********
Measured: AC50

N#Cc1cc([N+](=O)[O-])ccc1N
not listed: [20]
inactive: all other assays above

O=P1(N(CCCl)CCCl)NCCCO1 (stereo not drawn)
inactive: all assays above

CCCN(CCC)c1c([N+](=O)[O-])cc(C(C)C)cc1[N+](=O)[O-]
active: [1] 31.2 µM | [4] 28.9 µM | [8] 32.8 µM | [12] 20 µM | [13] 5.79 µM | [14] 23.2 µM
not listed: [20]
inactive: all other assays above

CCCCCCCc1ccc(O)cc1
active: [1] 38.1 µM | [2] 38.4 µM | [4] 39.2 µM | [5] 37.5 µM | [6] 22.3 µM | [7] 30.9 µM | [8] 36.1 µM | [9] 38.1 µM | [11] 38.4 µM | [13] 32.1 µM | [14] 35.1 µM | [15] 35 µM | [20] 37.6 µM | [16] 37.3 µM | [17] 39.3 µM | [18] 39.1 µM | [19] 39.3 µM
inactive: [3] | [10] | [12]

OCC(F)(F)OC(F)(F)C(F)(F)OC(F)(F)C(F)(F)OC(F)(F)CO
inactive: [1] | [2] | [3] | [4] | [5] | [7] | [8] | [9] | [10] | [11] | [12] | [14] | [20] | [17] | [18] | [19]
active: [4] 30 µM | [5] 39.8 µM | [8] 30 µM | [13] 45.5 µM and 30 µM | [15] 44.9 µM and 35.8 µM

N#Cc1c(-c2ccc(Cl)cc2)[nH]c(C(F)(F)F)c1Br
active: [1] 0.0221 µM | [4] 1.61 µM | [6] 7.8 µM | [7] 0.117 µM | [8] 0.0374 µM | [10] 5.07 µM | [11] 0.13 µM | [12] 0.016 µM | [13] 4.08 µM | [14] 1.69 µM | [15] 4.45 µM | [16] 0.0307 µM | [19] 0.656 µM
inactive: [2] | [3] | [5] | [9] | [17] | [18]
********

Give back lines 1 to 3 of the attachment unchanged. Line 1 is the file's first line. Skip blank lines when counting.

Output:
Measured: AC50

N#Cc1cc([N+](=O)[O-])ccc1N
not listed: [20]